When it comes to credit card profitability, consumer loyalty to a single card may not be such a virtue after all, according to a new study by Oliver Wyman.
In a two-year study of 4,000 U.S. credit card accounts, Oliver Wyman determined that customers who show the least loyalty and flit from one card program to another looking for a better deal can generate about 95% more net revenue than those who stick with one card.
Cards with richer rewards programs had a higher share of switchers, and customers who switched primary cards also tend to be those who use the card often and revolve a balance, and thus generate nearly twice as much net revenue per card, Oliver Wyman found.
Card loyalty is up for grabs, said Tony Hayes, a partner at Oliver Wyman and co-author of the study.
Only half of all credit card customers from 2014 to 2015 had a single primary card over two years, while two in five switched their primary card at least once over the time period, and 11%—those most likely to revolve a balance—had no loyalty to a primary card over two years, Oliver Wyman’s study indicated.
Credit card issuers are earning the highest percentage of net revenue from customers who drive interchange income from heavy spending and interest from revolving a balance, even after subtracting the cost of rewards, and those happen to be customers with no loyalty to a particular card, the research suggests.
Of course, there’s a catch—customers who routinely revolve balances and switch cards to get the lowest APRs also tend to carry higher risk and have lower FICO scores, Oliver Wyman noted.
While issuers want to avoid tilting their credit card portfolios into risky territory with too many unsecured receivables from revolvers in the mix, data suggests issuers should rethink their rewards strategies to avoid giving incentives to the wrong customers for the wrong reasons, Hayes said.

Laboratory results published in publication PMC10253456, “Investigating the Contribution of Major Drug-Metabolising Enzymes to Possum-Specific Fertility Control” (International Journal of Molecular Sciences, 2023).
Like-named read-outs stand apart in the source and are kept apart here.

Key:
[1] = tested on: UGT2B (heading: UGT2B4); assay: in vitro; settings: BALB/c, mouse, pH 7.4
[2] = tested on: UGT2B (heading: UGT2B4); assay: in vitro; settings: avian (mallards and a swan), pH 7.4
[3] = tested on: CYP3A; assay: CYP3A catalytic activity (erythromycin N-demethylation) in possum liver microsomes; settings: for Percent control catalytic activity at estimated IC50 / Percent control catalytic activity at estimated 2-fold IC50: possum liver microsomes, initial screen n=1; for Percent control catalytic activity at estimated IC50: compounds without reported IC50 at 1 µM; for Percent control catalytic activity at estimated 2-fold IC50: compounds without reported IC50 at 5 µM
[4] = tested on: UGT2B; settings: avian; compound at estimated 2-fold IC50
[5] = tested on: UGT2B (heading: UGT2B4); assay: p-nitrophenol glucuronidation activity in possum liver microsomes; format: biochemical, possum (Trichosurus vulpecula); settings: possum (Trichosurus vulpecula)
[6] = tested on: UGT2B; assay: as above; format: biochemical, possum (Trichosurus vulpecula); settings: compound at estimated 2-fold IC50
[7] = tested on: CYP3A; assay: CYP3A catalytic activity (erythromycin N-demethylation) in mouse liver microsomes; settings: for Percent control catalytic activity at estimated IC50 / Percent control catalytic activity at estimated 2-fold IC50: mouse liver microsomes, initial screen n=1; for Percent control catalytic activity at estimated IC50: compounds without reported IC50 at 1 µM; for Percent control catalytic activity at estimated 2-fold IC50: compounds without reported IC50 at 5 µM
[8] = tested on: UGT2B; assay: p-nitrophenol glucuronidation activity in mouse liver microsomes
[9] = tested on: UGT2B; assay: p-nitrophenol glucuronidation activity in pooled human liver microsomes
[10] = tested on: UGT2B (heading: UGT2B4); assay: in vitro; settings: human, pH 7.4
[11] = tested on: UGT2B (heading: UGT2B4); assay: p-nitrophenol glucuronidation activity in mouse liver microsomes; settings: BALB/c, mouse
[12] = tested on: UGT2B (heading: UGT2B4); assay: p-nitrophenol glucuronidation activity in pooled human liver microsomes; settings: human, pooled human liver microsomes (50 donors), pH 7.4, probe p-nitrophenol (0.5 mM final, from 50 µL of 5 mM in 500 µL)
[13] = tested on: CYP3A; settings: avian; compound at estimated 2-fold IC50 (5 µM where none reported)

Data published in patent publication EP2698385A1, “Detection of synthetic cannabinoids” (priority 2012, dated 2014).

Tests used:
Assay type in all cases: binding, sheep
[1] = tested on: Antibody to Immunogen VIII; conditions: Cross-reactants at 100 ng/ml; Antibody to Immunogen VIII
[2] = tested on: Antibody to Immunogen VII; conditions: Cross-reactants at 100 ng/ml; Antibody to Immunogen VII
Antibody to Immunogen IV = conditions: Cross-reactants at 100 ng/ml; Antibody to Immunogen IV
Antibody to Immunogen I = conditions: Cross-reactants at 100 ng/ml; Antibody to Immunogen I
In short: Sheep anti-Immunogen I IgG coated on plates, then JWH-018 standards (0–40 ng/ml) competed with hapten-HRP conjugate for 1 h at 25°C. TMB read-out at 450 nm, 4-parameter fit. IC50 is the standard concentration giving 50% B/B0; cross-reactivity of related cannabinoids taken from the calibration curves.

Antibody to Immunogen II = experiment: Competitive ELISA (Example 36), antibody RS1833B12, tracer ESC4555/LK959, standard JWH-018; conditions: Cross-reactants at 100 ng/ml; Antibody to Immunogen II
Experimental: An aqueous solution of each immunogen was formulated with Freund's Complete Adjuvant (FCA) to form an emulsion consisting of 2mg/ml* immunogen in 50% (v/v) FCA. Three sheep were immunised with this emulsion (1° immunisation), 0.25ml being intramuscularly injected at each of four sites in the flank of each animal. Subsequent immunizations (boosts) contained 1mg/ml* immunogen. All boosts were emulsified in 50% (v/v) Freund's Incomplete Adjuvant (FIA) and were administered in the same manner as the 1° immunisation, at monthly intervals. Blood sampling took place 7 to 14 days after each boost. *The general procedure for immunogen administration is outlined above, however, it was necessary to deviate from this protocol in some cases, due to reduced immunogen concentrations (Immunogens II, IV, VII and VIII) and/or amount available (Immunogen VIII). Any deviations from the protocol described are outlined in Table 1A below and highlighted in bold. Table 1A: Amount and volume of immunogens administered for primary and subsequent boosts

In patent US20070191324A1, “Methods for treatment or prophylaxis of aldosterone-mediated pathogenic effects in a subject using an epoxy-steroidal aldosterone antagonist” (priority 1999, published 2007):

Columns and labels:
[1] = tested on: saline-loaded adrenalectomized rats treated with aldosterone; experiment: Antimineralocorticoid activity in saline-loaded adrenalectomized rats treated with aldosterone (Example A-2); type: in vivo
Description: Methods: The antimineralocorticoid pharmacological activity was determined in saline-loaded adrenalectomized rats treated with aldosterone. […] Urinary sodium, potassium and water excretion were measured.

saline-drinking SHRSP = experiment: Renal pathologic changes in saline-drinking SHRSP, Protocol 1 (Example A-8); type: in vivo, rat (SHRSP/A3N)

“With the rise of digital payments, credit card customers are getting savvier about how to get the best deal, and in the race to be top-of-wallet, issuers need to understand where to compete for a particular transaction to actually make a profit, instead of putting so much focus on loyalty alone,” he said.
For example, credit card issuers offering triple points on travel and rewards could be encouraging customers to cherry-pick rewards in that spending category alone, causing gaps in other lucrative categories. To rebalance the product, the issuer might consider introducing a minimum spending threshold across all spend categories to qualify for the triple points in travel purchases, he suggested.
Any loyalty consumers have to a particular card is poised to change as digital payments evolve, Hayes said.
The internet is already giving consumers more tools to hunt around for the best offers, and although mobile wallet use is still low, a variety of tools including apps, bots and notifications are emerging that will eventually make mobile wallets more useful for consumers looking to decide which card to use at the point of sale, Hayes warned.
“There will be a rebalancing of choices at the point of sale, where consumers have more information and they’ll be more likely to pick one card over another based on a particular purchase at a particular store,” Hayes said.
The upshot is that credit card issuers working to keep up with the evolving landscape of consumer payment choices will need to retool products to be more personalized, and rewards and benefits must be delivered at the transaction level and in real time, he said.
“Issuers will need to participate in mobile wallets, and tailor their incentives to drive specific, profitable transactions,” Hayes said, adding that instant credit-line expansion, promotional APRs, bonus rewards and even product warranties could be part of that mix.